1) General: Surpassing or superior.
From transcendentalis, from transcendere "to climb over or beyond, surmount," from → trans- "beyond" + scandere "to climb" + -alis, → -al.
Tarâfarâzandé, from tarâ- "beyond, over," → trans-, + farâzandé agent noun of farâzandan "to raise, erect, exalt," from farâz "above, up, upon, on the top, aloft," from Mid.Pers. farâz, farâc "forward, prominent, distinguished;" Av. frānk- (adj.) "turned toward the front," fraca (adv.) "forward, forth," fraš (adv.) "forward, forth; before;" Proto-Iranian *frānk-.
Fr.: fonction transcendante
A function which is not → algebraic. For example y = cosx, y = 10xx.
→ transcendental; → function.
Fr.: logique transcendantale
In Kantian epistemology, a pure logic which contains solely the rules of the pure thought of an object, excluding any mode of knowledge with empirical content. Whereas general logic is not concerned with the origin of our cognitions, transcendental logic would contain rules for the use of → a priori cognitions.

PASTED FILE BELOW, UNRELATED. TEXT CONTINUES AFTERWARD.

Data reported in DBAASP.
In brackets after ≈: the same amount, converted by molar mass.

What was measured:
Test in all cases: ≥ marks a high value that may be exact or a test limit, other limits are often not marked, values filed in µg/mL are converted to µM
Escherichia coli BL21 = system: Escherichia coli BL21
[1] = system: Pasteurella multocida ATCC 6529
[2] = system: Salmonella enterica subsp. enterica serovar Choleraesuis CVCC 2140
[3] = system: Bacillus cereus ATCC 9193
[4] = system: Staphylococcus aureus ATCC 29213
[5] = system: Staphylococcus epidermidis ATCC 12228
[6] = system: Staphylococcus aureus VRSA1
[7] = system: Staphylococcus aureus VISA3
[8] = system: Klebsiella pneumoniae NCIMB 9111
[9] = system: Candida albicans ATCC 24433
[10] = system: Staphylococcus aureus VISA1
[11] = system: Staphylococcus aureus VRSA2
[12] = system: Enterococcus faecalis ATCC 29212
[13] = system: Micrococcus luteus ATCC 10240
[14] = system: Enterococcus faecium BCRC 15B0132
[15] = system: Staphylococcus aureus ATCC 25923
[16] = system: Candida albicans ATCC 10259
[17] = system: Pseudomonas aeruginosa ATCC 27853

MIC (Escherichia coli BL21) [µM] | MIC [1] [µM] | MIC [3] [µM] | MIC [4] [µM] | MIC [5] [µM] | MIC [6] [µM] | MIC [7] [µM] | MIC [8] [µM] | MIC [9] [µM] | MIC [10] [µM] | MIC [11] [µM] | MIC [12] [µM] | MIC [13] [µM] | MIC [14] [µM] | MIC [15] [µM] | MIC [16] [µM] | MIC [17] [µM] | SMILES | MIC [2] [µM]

→ transcendental; → logic.
Fr.: nombre transcendant
A → real number that is not a → root of any → algebraic equation with → rational → coefficients. Every transcendental number is → irrational. Examples of transcendental numbers are π = 3.1415926... and e = 2.7182818...
→ transcendental; → number.